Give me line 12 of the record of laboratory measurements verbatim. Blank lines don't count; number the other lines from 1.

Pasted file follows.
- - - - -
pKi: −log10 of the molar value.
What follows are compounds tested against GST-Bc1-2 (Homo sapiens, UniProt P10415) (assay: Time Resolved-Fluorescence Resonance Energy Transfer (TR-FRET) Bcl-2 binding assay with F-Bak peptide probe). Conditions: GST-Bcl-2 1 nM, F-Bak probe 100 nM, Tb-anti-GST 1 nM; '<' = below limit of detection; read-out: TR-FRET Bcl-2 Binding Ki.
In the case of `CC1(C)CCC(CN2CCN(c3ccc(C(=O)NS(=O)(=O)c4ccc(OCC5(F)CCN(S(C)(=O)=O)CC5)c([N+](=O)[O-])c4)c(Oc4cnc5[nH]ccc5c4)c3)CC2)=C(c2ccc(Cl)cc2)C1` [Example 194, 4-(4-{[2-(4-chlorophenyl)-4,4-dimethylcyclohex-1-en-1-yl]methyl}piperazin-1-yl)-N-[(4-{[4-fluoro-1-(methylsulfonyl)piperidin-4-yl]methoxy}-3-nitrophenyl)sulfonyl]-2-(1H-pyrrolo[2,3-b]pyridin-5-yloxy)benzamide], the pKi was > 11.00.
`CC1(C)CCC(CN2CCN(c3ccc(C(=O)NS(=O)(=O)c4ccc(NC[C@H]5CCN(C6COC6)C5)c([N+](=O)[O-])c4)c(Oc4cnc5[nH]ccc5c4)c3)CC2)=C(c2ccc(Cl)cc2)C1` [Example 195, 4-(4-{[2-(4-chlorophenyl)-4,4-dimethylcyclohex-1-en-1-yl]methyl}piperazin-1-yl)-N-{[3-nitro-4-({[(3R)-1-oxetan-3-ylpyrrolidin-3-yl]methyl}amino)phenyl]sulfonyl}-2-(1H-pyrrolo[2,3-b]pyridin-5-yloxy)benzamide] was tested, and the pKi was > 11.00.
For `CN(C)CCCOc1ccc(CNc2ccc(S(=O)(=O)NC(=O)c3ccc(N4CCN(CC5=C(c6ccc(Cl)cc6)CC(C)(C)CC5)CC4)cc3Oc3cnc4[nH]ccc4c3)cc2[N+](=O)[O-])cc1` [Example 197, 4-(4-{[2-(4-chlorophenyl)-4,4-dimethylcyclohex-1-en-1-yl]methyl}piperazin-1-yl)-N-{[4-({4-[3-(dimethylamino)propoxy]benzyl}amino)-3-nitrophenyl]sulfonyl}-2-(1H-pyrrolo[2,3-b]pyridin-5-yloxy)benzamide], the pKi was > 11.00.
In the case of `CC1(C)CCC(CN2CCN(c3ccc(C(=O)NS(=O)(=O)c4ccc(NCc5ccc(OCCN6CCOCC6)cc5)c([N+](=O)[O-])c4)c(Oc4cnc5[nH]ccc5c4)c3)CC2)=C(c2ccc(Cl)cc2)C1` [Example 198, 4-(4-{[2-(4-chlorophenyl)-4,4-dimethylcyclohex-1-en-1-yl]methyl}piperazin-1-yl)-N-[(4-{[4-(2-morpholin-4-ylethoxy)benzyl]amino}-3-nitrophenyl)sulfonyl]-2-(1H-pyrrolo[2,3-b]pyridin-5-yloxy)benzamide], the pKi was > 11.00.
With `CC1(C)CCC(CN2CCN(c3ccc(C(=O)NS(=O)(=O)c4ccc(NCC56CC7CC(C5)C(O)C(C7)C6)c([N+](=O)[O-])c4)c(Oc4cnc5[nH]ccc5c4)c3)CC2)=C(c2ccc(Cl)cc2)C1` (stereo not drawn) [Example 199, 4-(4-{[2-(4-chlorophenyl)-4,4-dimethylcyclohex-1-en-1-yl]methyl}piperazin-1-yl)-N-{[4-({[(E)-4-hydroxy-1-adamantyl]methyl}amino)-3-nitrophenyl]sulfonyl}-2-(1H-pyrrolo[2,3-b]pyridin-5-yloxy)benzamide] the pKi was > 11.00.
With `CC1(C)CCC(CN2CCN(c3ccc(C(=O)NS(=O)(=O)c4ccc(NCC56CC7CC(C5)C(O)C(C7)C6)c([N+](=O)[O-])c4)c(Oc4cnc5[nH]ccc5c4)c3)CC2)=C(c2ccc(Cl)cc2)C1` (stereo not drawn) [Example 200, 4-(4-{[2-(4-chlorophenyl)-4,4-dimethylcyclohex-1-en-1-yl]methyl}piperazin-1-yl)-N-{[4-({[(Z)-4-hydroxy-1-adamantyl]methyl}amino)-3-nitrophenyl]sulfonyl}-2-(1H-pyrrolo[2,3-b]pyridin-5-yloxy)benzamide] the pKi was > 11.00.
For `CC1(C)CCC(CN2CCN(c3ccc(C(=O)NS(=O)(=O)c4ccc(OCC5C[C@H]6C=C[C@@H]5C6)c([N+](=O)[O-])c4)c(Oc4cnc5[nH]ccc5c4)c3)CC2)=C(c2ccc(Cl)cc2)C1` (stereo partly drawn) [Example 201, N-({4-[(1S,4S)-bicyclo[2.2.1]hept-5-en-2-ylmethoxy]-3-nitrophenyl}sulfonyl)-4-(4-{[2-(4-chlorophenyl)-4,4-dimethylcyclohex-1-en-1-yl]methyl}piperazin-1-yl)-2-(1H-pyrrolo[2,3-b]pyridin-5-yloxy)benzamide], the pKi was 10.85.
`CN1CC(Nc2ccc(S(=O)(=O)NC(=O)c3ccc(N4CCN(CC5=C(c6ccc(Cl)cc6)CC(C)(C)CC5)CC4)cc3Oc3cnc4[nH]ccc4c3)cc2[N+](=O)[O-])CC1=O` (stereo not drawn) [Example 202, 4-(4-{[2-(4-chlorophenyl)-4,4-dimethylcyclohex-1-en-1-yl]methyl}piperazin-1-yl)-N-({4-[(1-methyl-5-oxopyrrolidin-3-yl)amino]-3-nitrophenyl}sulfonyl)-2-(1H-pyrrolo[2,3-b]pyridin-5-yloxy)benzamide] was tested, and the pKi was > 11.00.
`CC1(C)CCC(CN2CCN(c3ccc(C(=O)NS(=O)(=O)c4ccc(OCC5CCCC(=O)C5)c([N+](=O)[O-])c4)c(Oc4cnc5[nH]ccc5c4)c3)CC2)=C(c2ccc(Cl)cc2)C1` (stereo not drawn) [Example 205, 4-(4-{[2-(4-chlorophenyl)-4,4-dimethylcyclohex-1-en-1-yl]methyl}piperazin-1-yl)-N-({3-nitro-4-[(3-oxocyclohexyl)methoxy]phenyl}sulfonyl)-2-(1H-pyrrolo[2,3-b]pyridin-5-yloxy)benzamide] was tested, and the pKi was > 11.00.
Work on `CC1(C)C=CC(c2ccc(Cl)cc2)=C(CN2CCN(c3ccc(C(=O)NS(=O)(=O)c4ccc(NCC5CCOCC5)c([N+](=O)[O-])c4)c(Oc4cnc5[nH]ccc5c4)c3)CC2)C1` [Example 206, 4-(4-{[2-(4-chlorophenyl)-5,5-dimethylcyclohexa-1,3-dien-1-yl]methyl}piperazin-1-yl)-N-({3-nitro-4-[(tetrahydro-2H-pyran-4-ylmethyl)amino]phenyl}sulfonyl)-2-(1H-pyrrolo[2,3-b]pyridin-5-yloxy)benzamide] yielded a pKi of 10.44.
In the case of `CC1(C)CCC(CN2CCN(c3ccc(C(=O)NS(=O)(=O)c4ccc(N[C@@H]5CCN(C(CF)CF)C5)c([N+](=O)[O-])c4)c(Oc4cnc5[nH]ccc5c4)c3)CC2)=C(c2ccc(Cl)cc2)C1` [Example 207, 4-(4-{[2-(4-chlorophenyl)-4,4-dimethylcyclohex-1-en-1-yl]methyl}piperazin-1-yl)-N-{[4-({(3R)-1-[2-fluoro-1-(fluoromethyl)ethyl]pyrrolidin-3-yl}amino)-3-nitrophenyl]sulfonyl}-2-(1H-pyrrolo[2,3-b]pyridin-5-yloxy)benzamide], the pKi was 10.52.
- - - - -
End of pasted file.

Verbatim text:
Work on `CC1(C)C=CC(c2ccc(Cl)cc2)=C(CN2CCN(c3ccc(C(=O)NS(=O)(=O)c4ccc(NCC5CCOCC5)c([N+](=O)[O-])c4)c(Oc4cnc5[nH]ccc5c4)c3)CC2)C1` [Example 206, 4-(4-{[2-(4-chlorophenyl)-5,5-dimethylcyclohexa-1,3-dien-1-yl]methyl}piperazin-1-yl)-N-({3-nitro-4-[(tetrahydro-2H-pyran-4-ylmethyl)amino]phenyl}sulfonyl)-2-(1H-pyrrolo[2,3-b]pyridin-5-yloxy)benzamide] yielded a pKi of 10.44.